ERP is an industry acronym for Enterprise Resource Planning. Broadly speaking, it refers to automation and integration of a company’s core business to help them focus on effectiveness & simplified success. The term ‘ERP’ itself is not self-explanatory and refers to the business software that has been designed to record and manage your enterprise data.
ERP is business management software, a suite of integrated applications that a company can use to store and manage data from every stage of business. ERP provides an integrated real-time view of core business processes, using common database. ERP facilitates information flow between all business functions, and also manages connections to external stakeholders. The organizations consider an ERP system a vital tool because it integrates various organizational systems and facilitates error-free transactions.
ERP when properly implemented can re-engineer your core business processes to make them smoother and more streamlined. By instituting more efficient modes of operation, your company can experience a boost in productivity, faster communications, more clarified roles among your workforce, and a reduction in the use of physical resources.
Engages People & Processes
ERP can help your employees do their jobs more effectively. By optimizing, and even automating certain tasks, ERP can eliminate non-value-add activities. Streamlined responsibilities give employees more sense-of-purpose in their work. By creating direct routes to accomplishment, ERP can be instrumental in cutting back on wasted time and providing your workforce with a much-needed productivity boost. It’s important to remember, however, that changes in process must be bolstered by changes in behavior. The very exercise of automating the business processes becomes futile if some of the employees insist on sticking with conventional manual mode of operation.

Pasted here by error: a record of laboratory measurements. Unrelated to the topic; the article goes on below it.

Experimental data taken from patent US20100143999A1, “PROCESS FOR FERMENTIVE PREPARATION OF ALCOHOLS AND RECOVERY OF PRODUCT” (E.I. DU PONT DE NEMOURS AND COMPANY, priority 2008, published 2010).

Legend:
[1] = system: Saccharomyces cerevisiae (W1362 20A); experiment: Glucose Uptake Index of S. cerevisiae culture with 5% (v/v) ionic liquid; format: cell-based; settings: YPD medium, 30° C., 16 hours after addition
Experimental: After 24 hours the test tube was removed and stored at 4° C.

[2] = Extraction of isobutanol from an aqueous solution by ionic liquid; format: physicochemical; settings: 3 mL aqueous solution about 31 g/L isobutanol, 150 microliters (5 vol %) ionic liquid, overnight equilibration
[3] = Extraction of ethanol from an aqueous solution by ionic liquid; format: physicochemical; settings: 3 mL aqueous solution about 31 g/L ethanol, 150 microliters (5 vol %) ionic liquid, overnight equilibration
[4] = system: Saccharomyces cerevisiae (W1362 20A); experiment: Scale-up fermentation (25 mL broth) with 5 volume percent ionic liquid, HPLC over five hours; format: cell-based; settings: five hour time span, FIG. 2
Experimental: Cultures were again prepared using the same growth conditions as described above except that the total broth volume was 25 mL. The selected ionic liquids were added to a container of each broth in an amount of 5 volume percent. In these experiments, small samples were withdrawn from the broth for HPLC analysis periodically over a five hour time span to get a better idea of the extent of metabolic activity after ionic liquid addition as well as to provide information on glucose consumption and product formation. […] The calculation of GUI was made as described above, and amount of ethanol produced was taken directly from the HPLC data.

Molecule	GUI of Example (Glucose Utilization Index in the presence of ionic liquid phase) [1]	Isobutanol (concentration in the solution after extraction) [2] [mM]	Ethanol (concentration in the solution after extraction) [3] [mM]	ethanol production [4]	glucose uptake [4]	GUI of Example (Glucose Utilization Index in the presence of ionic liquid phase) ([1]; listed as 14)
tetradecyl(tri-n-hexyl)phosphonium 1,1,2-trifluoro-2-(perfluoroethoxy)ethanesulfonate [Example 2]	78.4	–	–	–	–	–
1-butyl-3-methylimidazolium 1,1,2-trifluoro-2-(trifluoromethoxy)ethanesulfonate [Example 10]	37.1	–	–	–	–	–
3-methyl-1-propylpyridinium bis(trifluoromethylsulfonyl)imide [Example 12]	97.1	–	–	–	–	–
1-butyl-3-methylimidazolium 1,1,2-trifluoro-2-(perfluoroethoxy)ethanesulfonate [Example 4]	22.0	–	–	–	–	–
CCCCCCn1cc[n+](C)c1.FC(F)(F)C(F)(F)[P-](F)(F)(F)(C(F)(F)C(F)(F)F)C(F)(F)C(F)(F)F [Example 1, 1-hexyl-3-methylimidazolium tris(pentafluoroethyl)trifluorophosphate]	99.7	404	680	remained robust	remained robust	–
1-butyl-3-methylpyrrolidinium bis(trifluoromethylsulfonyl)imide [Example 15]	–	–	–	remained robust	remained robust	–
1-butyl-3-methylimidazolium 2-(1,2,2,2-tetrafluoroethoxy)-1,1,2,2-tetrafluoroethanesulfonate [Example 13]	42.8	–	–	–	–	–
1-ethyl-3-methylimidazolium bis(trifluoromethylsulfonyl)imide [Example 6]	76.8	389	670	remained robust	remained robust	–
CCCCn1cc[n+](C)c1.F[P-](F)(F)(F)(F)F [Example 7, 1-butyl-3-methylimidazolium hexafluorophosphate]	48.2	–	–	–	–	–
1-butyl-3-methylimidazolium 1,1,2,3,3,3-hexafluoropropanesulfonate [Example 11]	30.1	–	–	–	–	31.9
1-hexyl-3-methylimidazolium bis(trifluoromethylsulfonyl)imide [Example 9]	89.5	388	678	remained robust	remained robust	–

Enhances Productivity & Performance
ERP can be a great help for streamlining communications. To start with, a properly integrated ERP breaks down the linguistic barriers that can form between departmental silos, providing a common language that can be used and understood by every worker in the organization. Those in positions where communications are part of the job description can work more confidently, easily avoiding ambiguities. Other tasks that require communication, such as scheduling and customer relations, can be at least partly automated, creating an easily-referenced flow of precise and timely information. Faster, more effective communication with employees, customers and suppliers can lead to improved rapport, increased service ratings, and a consequent growth in revenue.